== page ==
WV Farm Bureau blames state Dept. of Agriculture for hurting farmers

A local cattle farmer discusses why he believes the state Department of Agriculture's cattle initiative is a step in the wrong direction.
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UPSHUR COUNTY, W.Va. (WDTV)- Conflict has led the Farm Bureau to call for an investigation into the state Department of Agriculture. Bureau officials say two of the department's programs spend your tax dollars to compete against local farmers.

One of these department programs the bureau blames is to improve genetics for cattle farmers and the other is to expand commercial potato growth. The department bought several cows from outside the state and has been producing potatoes. They want to grow the industries this way, but local farmers say they're taking the hit.

"It's in direct competition here," said potato farmer Bill Grose. "You can't have state-produced things out here competing against private enterprise. Because we all pay taxes."

Grose was shocked when he saw state-produced potatoes on the shelves for cheaper than his. It's the same feeling Jamie Kinsey got when he found out his family's cattle farm, which has been around since the Civil War, was pushed to the side in favor of out-of-state cattle.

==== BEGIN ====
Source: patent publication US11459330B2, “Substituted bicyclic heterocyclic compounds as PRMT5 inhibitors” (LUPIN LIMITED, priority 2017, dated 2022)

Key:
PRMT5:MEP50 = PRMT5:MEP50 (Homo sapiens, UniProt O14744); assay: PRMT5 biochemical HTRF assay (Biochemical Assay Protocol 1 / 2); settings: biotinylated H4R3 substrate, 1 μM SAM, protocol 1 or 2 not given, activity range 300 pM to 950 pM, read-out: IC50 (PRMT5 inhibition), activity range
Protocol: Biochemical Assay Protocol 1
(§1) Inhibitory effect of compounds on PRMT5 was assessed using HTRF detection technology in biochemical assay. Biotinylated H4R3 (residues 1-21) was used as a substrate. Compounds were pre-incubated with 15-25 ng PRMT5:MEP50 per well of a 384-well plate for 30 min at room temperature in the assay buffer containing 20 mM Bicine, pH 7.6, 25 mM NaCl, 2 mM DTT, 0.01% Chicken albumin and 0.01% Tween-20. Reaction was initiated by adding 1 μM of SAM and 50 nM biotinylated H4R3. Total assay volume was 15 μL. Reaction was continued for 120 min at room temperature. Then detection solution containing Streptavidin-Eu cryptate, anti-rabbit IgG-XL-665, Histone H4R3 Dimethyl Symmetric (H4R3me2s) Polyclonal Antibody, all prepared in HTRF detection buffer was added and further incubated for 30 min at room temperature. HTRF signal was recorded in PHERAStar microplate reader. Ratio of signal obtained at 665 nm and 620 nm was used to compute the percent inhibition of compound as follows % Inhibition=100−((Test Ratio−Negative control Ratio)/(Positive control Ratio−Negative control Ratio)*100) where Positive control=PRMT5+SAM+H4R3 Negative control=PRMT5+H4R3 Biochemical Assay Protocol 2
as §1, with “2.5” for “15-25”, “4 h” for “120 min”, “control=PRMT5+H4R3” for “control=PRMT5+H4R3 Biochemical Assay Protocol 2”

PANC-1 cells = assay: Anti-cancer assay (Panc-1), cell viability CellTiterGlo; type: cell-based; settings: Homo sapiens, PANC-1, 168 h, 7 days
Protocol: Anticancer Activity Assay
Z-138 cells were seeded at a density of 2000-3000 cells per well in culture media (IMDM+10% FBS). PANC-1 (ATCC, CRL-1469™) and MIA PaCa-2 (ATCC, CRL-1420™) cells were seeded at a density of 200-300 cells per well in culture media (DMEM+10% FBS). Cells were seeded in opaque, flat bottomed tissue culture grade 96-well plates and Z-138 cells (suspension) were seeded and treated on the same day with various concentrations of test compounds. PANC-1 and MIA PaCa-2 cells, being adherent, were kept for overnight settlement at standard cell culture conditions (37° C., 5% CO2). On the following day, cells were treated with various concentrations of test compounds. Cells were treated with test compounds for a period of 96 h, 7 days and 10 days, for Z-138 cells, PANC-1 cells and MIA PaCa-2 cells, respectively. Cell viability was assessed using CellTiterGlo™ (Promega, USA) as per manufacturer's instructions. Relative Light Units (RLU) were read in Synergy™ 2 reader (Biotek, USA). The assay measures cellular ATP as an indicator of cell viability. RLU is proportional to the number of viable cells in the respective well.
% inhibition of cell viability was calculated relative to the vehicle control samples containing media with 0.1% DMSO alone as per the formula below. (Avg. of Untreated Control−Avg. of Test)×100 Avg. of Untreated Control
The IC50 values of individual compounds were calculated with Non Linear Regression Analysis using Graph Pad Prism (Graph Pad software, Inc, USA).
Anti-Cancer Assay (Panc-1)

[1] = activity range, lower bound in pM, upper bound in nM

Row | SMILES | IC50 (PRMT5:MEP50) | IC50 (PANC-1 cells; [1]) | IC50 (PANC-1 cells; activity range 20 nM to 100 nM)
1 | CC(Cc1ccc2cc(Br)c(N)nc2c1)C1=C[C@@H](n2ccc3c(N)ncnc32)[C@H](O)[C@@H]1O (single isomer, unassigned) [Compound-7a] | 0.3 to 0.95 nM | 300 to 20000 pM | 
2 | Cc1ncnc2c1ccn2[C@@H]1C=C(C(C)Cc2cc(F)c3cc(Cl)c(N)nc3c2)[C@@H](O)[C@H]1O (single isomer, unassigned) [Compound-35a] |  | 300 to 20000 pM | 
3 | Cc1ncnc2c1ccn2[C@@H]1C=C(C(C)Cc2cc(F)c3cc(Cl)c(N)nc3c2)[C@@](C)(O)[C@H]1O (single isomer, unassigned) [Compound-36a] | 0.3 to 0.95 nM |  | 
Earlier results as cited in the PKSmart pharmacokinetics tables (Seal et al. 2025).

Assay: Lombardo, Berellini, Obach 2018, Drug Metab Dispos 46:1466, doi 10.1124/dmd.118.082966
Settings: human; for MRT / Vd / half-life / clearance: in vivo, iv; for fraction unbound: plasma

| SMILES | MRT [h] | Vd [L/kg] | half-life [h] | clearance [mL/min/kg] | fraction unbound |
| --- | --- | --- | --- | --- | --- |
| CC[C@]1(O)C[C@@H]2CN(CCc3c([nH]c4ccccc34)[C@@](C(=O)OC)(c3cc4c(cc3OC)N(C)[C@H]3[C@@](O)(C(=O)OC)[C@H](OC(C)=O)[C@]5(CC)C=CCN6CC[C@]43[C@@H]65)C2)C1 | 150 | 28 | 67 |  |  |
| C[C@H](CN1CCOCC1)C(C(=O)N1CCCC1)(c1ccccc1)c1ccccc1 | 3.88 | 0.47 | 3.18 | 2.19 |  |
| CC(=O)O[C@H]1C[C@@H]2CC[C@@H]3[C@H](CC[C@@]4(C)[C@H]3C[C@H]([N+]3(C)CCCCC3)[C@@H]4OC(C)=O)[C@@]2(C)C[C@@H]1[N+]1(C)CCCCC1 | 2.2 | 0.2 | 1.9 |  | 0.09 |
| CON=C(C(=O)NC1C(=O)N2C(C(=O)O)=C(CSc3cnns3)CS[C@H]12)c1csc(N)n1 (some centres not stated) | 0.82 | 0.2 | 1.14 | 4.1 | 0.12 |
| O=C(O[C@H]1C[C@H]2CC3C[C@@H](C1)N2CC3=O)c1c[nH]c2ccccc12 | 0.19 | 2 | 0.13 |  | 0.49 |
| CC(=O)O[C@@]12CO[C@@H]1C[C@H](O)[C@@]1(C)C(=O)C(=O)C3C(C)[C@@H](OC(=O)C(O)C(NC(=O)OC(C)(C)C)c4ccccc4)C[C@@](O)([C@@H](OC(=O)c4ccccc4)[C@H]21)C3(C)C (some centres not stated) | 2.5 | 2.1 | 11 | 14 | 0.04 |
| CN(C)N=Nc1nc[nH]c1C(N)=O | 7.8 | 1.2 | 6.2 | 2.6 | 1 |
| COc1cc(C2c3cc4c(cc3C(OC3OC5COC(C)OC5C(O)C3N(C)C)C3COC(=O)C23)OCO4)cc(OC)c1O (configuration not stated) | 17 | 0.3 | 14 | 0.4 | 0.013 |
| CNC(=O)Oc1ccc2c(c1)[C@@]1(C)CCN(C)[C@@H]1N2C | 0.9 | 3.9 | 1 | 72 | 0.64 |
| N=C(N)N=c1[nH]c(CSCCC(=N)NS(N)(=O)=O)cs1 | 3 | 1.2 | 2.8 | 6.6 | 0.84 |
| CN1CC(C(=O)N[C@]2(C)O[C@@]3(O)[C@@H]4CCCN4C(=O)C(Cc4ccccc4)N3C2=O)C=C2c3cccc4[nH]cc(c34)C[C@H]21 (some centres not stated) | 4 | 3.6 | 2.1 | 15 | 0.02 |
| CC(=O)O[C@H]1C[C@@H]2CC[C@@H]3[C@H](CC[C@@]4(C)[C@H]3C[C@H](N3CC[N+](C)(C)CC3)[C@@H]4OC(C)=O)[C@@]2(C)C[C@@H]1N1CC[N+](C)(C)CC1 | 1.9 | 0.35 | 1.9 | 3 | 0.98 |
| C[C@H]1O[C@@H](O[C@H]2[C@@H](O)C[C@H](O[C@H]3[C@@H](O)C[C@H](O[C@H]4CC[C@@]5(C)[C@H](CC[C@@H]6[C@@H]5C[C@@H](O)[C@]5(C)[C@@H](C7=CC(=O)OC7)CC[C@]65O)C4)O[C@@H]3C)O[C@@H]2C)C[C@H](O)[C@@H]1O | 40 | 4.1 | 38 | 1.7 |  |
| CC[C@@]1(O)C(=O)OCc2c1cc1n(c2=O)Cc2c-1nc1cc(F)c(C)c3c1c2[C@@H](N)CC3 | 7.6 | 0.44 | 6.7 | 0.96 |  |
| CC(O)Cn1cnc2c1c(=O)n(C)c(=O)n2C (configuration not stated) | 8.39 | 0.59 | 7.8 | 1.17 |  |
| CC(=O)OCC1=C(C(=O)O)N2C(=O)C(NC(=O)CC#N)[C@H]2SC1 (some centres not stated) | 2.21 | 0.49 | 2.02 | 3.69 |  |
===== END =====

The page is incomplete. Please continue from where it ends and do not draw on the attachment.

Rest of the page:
"They already raise cattle, but to get into a specific business that several of us are already doing in this state that are providing and supplying good beef genetics is kind of a waste," Kinsey said.

A waste of taxpayer money, he says, where we should be "pinching pennies." Farm Bureau officials agree and say production shouldn't be the Department's of Agriculture's big concern.

"We believe there are many opportunities that the department could be pursuing that are not production agriculture, but actually are marketing opportunities that our producers could be utilizing," said Dwayne O'Dell, Director of Government Affairs for the WVFB.

But the director of communications with the state department says the belief that they're trying to compete is "absolutely false." He says it's private farmers who are growing the potatoes under the initiative and who benefit from the sales.

"I think there's a misconception that's being put out there by the Farm Bureau that this is in competition with other West Virginia farmers and it is the exact opposite," said Butch Antolini. "It is to promote growth of the program, not competition."

Antolini believes the Farm Bureau is using this as a political move during the election year.

A committee to review these projects will meet Monday. Antolini says department officials will be there to answer questions.

Hear more from the farmers themselves in the interview above.